4 Facts You Didn’t Know About the Flu

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Have you or anyone in your home gotten the flu this season? This year, the flu has been on a rampage, infecting many of those in its path and causing fevers, coughs, body aches, or other dreadful symptoms that keep people out of commission for at least a few days.

With so many people getting the flu this season, are we going through some sort of flu epidemic? According to published information from the Centers for Disease Control and Prevention (CDC), “the United States experiences epidemics of seasonal flu each year…Flu activity most commonly peaks in the U.S. between December and February. However, seasonal flu activity can begin as early as October and continue to occur as late as May.”

Using information from the CDC, along with a Gallup survey on U.S. flu and cold reports and a publication from the University of Utah Healthcare, we’ve gathered a few surprising facts and statistics that you should know about the flu this year.

1. Lower-income individuals are more likely to report having the flu.

Did you know that people who earn less than $36,000 per year are more likely to report having the flu? Gallup found that 6.9% of people in this group said they had the flu in December, and a surprising 15.1% said they had a cold.

As income rose, the number of reporting cold and flu cases fell. Among those who earn between $36,000 and $89,999, 3% of them said they had the flu in December, and 10.7% said they had a cold. In the highest income group — those who earn over $90,000 — 3% said they got the flu, but only 8.1% said they had a cold. This means that cold and flu cases were cut in half, when the highest income group was compared to the lowest earning group. And apparently, most years produce similar findings.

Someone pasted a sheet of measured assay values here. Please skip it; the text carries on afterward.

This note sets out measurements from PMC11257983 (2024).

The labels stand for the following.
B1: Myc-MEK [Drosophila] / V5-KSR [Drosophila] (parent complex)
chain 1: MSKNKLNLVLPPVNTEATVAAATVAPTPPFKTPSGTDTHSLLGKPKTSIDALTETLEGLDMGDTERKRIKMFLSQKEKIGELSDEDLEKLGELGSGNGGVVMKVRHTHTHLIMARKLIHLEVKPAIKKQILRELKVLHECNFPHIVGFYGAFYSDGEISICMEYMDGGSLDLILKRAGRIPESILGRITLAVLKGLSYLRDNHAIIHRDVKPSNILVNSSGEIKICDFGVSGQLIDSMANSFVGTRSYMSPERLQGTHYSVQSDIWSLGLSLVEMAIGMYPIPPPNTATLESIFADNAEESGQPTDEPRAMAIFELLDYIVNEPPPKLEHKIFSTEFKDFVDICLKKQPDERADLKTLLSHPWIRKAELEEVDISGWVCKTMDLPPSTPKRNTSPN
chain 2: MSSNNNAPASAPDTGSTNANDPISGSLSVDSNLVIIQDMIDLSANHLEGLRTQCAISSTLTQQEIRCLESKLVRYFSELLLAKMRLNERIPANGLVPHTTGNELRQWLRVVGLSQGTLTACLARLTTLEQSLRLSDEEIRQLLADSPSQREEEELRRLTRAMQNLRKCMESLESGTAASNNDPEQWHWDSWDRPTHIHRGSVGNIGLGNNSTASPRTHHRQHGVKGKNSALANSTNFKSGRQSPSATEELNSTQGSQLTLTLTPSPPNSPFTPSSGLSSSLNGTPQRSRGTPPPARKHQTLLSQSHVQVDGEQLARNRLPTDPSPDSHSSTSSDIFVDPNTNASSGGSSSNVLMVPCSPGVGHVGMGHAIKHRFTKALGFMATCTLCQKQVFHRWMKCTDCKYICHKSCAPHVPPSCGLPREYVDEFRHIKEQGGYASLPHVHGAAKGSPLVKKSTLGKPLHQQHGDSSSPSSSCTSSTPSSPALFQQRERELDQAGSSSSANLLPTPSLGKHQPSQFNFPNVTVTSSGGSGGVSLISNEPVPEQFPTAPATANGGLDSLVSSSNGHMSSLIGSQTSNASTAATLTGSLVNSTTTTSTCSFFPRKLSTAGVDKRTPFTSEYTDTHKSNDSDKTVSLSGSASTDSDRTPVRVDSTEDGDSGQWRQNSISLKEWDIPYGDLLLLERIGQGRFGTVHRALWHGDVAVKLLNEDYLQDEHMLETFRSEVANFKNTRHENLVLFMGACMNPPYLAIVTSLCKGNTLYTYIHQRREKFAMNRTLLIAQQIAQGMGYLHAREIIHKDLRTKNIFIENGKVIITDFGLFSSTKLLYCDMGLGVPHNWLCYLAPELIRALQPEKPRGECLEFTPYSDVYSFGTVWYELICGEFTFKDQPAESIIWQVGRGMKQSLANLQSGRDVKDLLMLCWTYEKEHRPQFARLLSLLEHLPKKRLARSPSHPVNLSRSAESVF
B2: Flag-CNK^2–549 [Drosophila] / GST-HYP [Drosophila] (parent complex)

2. Other demographics impact flu reports, too.

As you may expect, those with children (5.8%) report more flu cases than those without children (3%). But aside from having children — and having all of those germs that leave the schoolyard and enter the home — other demographic factors come into play as well.

For instance, those who live in the west are more likely to get the flu than any other geographic region, with 5.3% of westerners reporting that they had the flu last month, and 18.3% reporting that they had a cold.

Those in their 30s and middle-aged individuals are up to six times more likely to report having the flu than those over the age of 65. Younger individuals — between the ages of 18 and 29 — also have lower rates, with less than 2% saying they had it in December.

3. Flu reports are excessively high this year, but not as high as you may think.

Gallup found that 1 in 25 Americans (4%) said they were sick with the flu on any given day this past December. This is one of the higher rates the research site has found over the past seven years, when it first began flu tracking. During the last week of December in 2014, 5.9% of doctor’s visits involved flu-like symptoms.

The 4% reporting rate is not the highest rate, however. The all-time monthly high percentage is 4.7%, and it occurred in January of 2013. This means that during that time, about 1 in 20 people experienced the flu on any given day.

People are getting colds in record numbers this season, however. In December, around 1 out of 9 people (11.6%) reported that they “were sick with a cold yesterday.” This is the absolute highest percentage Gallup has ever seen in seven years of tracking.

4. The flu costs Americans a ton of money.

America loses a lot of green because of the flu. Just how much? Well, when all is said and done, the flu causes the U.S. economy to lose around $90 billion each year.

A few examples of those costs are in the workplace. Employers pay hefty costs, in the form of lost productivity resulting from the 70 million work days we miss each year, medical treatments, and other costs. An individual who gets the flu pays a couple hundred dollars in many cases — an average of $135 for a doctor visit and medication, and another $92 per year on average if that individual doesn’t have paid sick-leave.

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